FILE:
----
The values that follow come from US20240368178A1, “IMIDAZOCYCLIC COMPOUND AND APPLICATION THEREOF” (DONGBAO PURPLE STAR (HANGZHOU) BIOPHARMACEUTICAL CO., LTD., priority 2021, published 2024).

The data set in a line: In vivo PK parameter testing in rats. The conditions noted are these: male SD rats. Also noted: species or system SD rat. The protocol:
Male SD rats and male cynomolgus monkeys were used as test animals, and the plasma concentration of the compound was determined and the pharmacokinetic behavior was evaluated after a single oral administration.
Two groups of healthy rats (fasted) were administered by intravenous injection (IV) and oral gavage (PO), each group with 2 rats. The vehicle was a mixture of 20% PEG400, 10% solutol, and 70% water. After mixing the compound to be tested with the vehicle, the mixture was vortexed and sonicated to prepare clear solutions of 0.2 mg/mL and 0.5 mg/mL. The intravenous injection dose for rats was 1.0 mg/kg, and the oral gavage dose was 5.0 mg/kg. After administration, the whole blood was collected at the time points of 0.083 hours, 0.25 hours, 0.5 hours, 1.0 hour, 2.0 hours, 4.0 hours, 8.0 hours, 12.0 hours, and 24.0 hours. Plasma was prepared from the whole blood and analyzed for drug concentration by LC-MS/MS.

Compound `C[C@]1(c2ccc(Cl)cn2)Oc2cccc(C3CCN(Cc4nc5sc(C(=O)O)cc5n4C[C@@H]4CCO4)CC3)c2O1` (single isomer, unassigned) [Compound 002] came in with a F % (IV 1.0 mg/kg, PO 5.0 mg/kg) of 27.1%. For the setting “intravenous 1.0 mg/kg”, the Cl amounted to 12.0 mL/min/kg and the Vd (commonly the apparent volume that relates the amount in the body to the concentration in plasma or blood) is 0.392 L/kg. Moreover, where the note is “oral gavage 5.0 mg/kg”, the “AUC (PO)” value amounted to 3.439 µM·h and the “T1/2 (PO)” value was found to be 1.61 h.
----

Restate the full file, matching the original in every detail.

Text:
The values that follow come from US20240368178A1, “IMIDAZOCYCLIC COMPOUND AND APPLICATION THEREOF” (DONGBAO PURPLE STAR (HANGZHOU) BIOPHARMACEUTICAL CO., LTD., priority 2021, published 2024).

The data set in a line: In vivo PK parameter testing in rats. The conditions noted are these: male SD rats. Also noted: species or system SD rat. The protocol:
Male SD rats and male cynomolgus monkeys were used as test animals, and the plasma concentration of the compound was determined and the pharmacokinetic behavior was evaluated after a single oral administration.
Two groups of healthy rats (fasted) were administered by intravenous injection (IV) and oral gavage (PO), each group with 2 rats. The vehicle was a mixture of 20% PEG400, 10% solutol, and 70% water. After mixing the compound to be tested with the vehicle, the mixture was vortexed and sonicated to prepare clear solutions of 0.2 mg/mL and 0.5 mg/mL. The intravenous injection dose for rats was 1.0 mg/kg, and the oral gavage dose was 5.0 mg/kg. After administration, the whole blood was collected at the time points of 0.083 hours, 0.25 hours, 0.5 hours, 1.0 hour, 2.0 hours, 4.0 hours, 8.0 hours, 12.0 hours, and 24.0 hours. Plasma was prepared from the whole blood and analyzed for drug concentration by LC-MS/MS.

Compound `C[C@]1(c2ccc(Cl)cn2)Oc2cccc(C3CCN(Cc4nc5sc(C(=O)O)cc5n4C[C@@H]4CCO4)CC3)c2O1` (single isomer, unassigned) [Compound 002] came in with a F % (IV 1.0 mg/kg, PO 5.0 mg/kg) of 27.1%. For the setting “intravenous 1.0 mg/kg”, the Cl amounted to 12.0 mL/min/kg and the Vd (commonly the apparent volume that relates the amount in the body to the concentration in plasma or blood) is 0.392 L/kg. Moreover, where the note is “oral gavage 5.0 mg/kg”, the “AUC (PO)” value amounted to 3.439 µM·h and the “T1/2 (PO)” value was found to be 1.61 h.